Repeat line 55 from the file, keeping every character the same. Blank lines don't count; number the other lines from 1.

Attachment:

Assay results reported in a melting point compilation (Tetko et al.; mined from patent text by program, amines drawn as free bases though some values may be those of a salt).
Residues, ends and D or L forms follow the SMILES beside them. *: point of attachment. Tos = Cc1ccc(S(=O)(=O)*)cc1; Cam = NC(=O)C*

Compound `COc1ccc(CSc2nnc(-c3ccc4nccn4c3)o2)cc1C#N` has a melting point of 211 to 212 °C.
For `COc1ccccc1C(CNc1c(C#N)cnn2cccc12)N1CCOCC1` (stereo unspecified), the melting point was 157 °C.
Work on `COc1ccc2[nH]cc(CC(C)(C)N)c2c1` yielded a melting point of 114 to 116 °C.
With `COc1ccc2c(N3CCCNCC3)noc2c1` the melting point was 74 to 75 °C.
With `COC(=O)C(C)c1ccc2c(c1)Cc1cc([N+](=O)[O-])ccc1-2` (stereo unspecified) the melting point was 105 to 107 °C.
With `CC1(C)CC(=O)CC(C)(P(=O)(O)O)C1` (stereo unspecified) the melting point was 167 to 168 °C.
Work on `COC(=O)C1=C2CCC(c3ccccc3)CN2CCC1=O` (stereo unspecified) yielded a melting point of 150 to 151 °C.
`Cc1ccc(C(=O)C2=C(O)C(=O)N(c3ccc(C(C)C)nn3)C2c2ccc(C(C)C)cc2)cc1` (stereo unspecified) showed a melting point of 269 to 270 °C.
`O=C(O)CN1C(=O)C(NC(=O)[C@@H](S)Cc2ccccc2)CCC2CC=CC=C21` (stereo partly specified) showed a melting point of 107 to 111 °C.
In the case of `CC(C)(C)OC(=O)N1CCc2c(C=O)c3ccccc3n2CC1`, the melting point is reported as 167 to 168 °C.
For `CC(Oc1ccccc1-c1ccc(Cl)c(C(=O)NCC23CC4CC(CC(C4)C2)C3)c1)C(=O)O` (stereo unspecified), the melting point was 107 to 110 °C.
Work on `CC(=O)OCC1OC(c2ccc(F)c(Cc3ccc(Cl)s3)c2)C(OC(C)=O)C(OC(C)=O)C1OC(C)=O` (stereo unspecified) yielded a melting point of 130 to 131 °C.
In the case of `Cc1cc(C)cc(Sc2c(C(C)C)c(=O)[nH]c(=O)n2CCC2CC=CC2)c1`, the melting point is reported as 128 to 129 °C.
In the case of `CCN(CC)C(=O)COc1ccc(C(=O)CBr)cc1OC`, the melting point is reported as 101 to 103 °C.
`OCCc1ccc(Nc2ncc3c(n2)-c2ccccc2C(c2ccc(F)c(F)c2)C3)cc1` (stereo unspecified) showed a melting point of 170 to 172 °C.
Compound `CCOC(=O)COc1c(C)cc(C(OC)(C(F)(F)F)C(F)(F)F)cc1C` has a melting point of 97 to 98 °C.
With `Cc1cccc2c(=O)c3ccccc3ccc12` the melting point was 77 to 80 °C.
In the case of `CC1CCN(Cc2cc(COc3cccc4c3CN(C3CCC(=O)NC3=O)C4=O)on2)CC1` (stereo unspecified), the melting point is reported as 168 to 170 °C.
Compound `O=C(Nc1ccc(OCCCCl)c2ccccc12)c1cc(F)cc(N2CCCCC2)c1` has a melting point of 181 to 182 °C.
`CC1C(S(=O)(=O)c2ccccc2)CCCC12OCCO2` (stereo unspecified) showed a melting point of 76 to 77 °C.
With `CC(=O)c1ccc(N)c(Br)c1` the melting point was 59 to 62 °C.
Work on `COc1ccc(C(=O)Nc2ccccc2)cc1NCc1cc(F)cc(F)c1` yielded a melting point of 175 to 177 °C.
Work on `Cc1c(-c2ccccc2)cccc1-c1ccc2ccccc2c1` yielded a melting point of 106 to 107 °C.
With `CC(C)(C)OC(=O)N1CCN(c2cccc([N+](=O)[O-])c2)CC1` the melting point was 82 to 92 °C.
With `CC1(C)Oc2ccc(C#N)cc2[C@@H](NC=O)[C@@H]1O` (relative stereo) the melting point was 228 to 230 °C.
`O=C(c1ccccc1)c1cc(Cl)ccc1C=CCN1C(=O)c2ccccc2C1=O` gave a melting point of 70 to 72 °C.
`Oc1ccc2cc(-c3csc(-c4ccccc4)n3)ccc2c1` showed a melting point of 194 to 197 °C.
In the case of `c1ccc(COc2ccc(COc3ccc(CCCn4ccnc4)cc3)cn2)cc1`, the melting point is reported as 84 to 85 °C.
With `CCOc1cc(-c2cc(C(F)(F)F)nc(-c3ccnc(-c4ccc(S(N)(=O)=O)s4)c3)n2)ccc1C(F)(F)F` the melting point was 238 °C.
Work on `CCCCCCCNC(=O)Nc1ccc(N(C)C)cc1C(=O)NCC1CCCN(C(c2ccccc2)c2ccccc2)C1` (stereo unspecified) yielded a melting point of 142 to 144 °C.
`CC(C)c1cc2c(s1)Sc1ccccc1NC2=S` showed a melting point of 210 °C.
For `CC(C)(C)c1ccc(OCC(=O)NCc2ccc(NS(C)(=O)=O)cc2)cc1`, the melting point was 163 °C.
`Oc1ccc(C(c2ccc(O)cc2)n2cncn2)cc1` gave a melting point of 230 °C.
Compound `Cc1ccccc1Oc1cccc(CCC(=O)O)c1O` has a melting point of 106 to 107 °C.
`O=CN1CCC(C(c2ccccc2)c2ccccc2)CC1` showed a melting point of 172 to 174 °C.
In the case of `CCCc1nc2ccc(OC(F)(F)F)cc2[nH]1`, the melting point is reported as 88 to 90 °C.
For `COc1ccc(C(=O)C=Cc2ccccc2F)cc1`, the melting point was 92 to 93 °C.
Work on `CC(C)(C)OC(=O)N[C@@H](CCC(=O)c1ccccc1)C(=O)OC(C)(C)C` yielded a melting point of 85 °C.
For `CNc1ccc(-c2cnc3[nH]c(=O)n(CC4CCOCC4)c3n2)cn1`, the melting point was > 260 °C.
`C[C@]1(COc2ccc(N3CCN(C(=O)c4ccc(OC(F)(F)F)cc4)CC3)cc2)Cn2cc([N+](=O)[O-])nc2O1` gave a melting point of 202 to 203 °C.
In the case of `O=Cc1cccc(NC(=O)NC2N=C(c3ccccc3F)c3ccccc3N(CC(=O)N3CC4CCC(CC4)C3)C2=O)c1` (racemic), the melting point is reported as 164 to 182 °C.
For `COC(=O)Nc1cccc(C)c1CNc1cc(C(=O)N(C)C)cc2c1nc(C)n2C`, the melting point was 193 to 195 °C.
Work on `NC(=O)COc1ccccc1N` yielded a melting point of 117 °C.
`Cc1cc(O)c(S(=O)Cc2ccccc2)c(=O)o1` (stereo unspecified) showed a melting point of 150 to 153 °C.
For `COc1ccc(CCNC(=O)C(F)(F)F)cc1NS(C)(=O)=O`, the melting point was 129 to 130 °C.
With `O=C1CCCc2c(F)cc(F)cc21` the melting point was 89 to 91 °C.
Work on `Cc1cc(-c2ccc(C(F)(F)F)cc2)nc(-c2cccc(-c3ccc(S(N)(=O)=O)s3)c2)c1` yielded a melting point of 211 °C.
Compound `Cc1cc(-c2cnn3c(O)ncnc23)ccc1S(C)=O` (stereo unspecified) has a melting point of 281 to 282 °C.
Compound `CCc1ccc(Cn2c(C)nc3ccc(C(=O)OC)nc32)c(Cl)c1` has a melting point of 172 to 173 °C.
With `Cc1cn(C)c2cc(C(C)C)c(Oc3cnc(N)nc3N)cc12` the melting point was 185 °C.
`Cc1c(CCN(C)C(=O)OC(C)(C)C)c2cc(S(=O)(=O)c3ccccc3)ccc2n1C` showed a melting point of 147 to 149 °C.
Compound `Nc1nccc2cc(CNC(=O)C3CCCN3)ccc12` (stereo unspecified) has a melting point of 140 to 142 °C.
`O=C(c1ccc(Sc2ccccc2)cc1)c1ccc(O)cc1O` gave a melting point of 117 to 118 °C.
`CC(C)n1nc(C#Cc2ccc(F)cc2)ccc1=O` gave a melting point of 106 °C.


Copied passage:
`O=C(c1ccc(Sc2ccccc2)cc1)c1ccc(O)cc1O` gave a melting point of 117 to 118 °C.